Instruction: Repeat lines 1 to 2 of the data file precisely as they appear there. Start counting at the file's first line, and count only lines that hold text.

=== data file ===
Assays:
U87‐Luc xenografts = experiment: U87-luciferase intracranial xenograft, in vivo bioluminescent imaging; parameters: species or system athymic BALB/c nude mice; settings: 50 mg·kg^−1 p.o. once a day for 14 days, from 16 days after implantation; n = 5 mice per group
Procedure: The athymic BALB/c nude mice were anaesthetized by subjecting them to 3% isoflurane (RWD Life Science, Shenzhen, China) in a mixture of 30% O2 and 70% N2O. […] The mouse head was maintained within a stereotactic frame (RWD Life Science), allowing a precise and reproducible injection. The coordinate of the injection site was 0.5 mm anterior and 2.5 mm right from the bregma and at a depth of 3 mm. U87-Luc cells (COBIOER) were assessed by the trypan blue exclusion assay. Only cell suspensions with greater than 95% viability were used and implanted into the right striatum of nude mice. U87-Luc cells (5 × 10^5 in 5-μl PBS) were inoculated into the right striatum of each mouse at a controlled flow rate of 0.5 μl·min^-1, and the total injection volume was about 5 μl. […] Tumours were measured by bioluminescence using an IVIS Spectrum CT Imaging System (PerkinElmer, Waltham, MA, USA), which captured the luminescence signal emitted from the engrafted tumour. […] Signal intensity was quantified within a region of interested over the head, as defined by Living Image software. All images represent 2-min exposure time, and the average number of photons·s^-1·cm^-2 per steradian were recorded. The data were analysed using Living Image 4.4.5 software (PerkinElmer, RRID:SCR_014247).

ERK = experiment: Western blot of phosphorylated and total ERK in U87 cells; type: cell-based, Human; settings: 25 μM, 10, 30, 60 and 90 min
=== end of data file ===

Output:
Assays:
U87‐Luc xenografts = experiment: U87-luciferase intracranial xenograft, in vivo bioluminescent imaging; parameters: species or system athymic BALB/c nude mice; settings: 50 mg·kg^−1 p.o. once a day for 14 days, from 16 days after implantation; n = 5 mice per group